OpenTable, Netflix: Steer Clear of Momentum Stocks

Includes: NFLX, OPEN
by: Sebastien Buttet

by Sebastien Buttet.

As the stock market starts discounting the end of the Fed's QE2 coming in June, along with possible spending cuts and austerity programs in Washington, investors should steer clear of momentum stocks such as Netflix (NASDAQ:NFLX), Lululemon Athletica (NASDAQ:LULU) or Open Table (NASDAQ:OPEN), which could rapidly lose their mojo and suffer sharp declines in market prices.

In a previous commentary ("3 High Growth Stocks That We Would Not Buy Right Now") we recommended against initiating new positions in the aforementioned stocks and said that if investors have long-term gains, they should seriously consider ringing the register. For more aggressive investors who hold short positions, we propose a comparative analysis of OPEN vs. NFLX using insights gained from applying Joel Greenblatt's magic formula, only in reverse.

The magic formula investing was developed by investment guru and Gotham Capital's fund manager Joel Greenblatt and is brilliantly presented in The Little Book That Still Beats the Market. It is a very simple quantitative scheme that uses return on invested capital (ROIC) and earnings yield (the inverse of the P/E ratio) to rank a stock's buying appeal. A high ROIC shows that the company has a profitable business model. The earnings yield tells how expensive the stock is, in particular when compared with the 10-year Treasury rate. Good businesses that sell for cheap (or equivalently have a high earnings yield) rank high on the buying list constructed by following the magic formula.

The magic formula has produced very good investment returns over the years: During the 1988-2004 period, a hypothetical portfolio of stocks designed and rebalanced according to the magic formula would have produced average annual pre-tax returns of 30.8% versus 12.4% for the S&P 500 Index.

In Table 1 below, we present descriptive statistics for OPEN and NFLX including ROIC and earnings yield. These two companies have a lot in common:

  1. Their market capitalization has more than tripled in value in the last 12 months.
  2. Both stocks command very high market multiple compared to the S&P 500 index (83 for NFLX vs 184 for OPEN), in part due to the high projected earnings growth rate of 47% for NFLX and 56% for OPEN.
  3. Both stocks are heavily shorted with more than 20% of the float being held by short-sellers.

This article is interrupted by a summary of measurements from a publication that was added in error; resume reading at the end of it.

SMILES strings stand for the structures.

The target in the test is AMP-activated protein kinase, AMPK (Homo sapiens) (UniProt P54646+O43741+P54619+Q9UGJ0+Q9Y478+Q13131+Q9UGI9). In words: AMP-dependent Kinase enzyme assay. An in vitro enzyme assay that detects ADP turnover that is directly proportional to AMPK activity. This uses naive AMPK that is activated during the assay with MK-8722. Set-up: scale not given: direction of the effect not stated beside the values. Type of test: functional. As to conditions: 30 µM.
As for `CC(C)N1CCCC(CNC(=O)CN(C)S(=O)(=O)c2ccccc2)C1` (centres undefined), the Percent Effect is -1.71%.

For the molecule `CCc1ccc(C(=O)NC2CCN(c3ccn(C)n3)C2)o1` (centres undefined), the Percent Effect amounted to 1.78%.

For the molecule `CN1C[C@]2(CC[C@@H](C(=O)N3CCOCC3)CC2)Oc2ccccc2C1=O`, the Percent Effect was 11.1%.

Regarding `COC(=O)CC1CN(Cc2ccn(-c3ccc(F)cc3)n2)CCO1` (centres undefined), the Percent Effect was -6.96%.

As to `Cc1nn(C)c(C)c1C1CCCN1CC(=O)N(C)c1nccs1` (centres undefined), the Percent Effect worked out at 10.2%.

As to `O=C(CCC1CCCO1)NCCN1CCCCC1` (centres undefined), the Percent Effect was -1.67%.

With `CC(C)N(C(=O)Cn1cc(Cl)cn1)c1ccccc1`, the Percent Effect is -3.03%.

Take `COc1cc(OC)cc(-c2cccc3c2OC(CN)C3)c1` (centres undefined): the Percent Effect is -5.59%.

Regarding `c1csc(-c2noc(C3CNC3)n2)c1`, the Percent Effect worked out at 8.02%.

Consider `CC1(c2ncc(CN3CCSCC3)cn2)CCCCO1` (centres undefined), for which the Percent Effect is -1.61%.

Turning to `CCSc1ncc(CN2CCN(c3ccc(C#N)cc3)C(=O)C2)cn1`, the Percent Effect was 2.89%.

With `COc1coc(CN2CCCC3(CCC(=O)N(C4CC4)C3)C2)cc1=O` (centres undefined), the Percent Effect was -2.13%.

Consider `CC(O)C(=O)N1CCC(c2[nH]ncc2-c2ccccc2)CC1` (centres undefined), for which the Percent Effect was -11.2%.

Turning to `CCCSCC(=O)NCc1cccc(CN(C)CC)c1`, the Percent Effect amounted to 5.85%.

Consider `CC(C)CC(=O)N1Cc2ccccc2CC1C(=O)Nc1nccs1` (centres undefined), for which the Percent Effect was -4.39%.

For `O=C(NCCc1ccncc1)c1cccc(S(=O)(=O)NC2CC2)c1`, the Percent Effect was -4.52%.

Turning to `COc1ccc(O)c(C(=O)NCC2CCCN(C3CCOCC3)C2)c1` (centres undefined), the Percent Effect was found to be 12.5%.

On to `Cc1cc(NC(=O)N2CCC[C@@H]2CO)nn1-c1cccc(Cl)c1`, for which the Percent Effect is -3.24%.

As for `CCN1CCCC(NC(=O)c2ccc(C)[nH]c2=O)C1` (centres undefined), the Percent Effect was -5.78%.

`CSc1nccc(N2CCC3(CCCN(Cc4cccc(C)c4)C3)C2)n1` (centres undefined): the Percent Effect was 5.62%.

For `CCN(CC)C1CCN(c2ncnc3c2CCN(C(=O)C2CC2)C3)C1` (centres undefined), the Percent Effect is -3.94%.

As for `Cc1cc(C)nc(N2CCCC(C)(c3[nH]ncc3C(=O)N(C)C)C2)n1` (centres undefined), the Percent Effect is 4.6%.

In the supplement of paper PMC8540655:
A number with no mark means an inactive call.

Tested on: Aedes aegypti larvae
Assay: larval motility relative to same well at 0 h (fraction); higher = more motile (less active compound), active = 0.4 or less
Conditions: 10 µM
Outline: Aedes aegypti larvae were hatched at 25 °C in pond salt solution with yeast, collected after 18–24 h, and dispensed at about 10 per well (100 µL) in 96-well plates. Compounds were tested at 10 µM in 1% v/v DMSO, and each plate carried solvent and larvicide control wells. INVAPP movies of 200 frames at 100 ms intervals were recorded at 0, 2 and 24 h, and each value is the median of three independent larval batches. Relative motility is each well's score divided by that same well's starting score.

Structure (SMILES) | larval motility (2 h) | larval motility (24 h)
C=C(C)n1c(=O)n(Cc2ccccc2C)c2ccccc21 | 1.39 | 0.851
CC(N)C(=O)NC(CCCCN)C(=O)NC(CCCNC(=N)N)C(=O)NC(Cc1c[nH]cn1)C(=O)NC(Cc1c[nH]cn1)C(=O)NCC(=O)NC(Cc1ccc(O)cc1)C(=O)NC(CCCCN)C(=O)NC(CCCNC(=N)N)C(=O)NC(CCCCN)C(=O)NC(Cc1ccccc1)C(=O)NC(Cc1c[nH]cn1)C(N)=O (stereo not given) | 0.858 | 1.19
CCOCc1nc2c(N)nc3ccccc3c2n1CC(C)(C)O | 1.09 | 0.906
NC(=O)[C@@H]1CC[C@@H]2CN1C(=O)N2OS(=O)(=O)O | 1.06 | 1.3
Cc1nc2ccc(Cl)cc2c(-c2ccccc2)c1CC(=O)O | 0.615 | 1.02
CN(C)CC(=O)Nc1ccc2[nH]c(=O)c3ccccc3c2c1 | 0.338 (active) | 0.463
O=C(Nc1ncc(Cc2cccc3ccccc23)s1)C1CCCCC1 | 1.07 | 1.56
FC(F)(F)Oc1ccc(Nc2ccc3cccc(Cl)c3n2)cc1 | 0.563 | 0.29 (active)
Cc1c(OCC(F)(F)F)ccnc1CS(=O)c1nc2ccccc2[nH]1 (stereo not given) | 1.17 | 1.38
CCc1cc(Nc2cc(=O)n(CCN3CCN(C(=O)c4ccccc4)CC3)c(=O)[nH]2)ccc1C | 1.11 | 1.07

Table 1 - Descriptive Statistics:

Stocks Market Cap (in Billions) 12-Month Return 12-Month Trailing P/E Proj. Earnings Growth PEG Short Interest Earnings Yield ROIC ROE
NFLX $12.94 230% 82.7 47% 1.75 23.15% 1.2% 65.75% 36.80%
OPEN $2.6 205% 183.3 56% 3.27 21.93% 0.5% 12.76% 16.04%

In terms of P/E or the PEG ratio (the ratio of P/E to earnings growth rate), both NFLX and OPEN are expensive stocks and OPEN is the more expensive one of the two. The earning yield for NFLX is 1.2% versus 0.5% for OPEN, a meager yield compared to the 3.5% rate on 10-year Treasury.

But more importantly, NFLX's ROIC and ROE is much higher than that of OPEN. A dollar reinvested in NFLX's business yields an additional 66 cents of (retained) earnings one year later. In comparison, each dollar reinvested in OPEN only produces 13 cents in earnings the following year. The higher ROIC and ROE for NFLX implies that the total capital for NFLX and thus its earnings will keep growing at a high rate over time. In contrast, equity capital for OPEN will only grow at 12% per year.

We recommend that investors stay away from OPEN and NFLX as both stocks could be hit hard if the market enters a correction phase. However, for those investors who believe that OPEN and NFLX are too expensive and wish to initiate short positions, we believe that OPEN is a better short as the company's business fundamentals are weaker than that of NFLX. In Buffett's parlance, NFLX's moat is deeper than OPEN's moat.

Disclosure: I have no positions in any stocks mentioned, and no plans to initiate any positions within the next 72 hours.